Engaging Practices in Hillyer College Classrooms
Global Pop Music Course Features Live Musicians
In Assistant Professor of Music Ju-Yong Ha’s Global Pop Music course, students study pop music from around the world to learn about different cultures. As part of the curriculum, Ha usually invites performers to campus to share their music and culture with students. “Last spring, I had scheduled a performance with musicians from Korea, but had to cancel it due to the pandemic," he says.
This semester, Ha did not have to look very far to find live musicians. He invited Hillyer College Office Coordinator Sandra Roach and her bandmate Donald Thompson, to share the music of the Caribbean with the class. A native of Trinidad and Tobago, Roach says her husband taught her how to play the steel drums 18 years ago. They later formed a band, De 4 Ahwee & Co., and now perform different genres of music such as calypso, reggae, gospel, R&B, and more in Connecticut, Massachusetts, and New York.
“I explained the different types of steel drums and the difference between the two steel drums we played in the class,” says Roach. She says they played a song that the students knew, so they could listen and enjoy the sounds of the Caribbean. “I was very impressed to find that the students were interested in the steel drums and learning about the history.”
A composer and ethnomusicologist, Ha’s course also covers the music of South America, India, Korea and K-pop, Japan, China, and Indonesia, before moving on to the Middle East, Afro-pop, and European-pop. “This type of course works well for our undergraduate students by giving them a broad picture and understanding of the function of pop music,” he says.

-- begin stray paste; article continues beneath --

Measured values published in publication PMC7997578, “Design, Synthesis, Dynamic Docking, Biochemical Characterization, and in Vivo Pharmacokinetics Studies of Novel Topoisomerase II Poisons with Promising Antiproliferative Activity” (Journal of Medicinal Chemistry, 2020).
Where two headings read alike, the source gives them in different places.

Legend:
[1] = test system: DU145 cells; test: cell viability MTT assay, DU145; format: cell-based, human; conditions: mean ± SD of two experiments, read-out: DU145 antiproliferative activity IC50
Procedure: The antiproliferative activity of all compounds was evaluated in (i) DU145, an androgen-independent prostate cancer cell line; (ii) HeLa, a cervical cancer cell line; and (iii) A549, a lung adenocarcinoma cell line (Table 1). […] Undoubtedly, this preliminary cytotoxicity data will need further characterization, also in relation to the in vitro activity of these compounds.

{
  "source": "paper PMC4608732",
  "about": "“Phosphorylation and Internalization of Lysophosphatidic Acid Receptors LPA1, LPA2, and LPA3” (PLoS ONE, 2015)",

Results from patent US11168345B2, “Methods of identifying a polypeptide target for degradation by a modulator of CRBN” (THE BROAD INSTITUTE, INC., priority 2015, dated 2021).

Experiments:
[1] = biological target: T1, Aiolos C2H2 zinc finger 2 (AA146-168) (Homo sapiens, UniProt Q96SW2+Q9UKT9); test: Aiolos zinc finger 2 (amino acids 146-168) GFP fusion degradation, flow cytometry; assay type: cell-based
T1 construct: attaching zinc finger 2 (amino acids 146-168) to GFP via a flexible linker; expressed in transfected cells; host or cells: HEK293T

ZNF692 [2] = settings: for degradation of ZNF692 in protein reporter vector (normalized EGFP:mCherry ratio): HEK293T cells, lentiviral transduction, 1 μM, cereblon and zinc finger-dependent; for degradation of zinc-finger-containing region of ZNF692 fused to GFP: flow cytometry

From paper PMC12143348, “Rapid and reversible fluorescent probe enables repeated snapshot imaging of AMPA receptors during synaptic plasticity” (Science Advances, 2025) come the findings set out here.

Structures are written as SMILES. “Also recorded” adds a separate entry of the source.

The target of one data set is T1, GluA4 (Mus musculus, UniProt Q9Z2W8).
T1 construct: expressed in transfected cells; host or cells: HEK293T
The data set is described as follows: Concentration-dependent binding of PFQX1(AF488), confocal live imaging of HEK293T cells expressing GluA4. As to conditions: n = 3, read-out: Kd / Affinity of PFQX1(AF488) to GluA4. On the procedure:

Every Story Tells a Picture: English Composition Through Art Workshop
Professor of English Michele Troy has been integrating art into her writing courses for several years. It began when she realized that students engaged much more with their writing if they created artwork to go along with it. “They have to be clear about their literary idea if they know they are going to translate it into visual form,” she says.
She begins her composition course with a unit that invites students to create both verbal and visual self-portraits. They begin with a reading, Chapter Three of Charles Duhigg’s The Power of Habit: “The Golden Rule of Habit Change: Why Transformation Occurs,” which prompts discussion about what strengths students bring to college, and what habits they might want to change to become the selves they envision. With this thinking behind them, they write a This I Believe essay, based on an NPR program, which Troy frames as a verbal self-portrait: a personal story that explains how they came to this belief and why it matters to them.
In the past, she completed this unit by taking students to the New Britain Museum of Art, where the self-portraits hanging in the galleries inspired them to paint their own self-portraits. Yet because the pandemic made a museum trip impossible this semester, Troy found a different solution for engaging her students. Armed with hand sanitizer, art supplies, and composition notebooks, Troy had the 18 students, all wearing face masks, spread out along a long, empty hallway in Hillyer Hall.
Troy says it was fascinating to occupy the hallway in this way. She discovered it was important for the students to share the same space and be seen, especially since they cannot fully see one another with everyone wearing masks. “They became animated and shared their good and bad habits,” she says. “Then when I let them loose on the art supplies, it became very quiet. The process helped them think about how they would approach writing about what they believe in, who they are, and what is going to help them become the self they want to become.”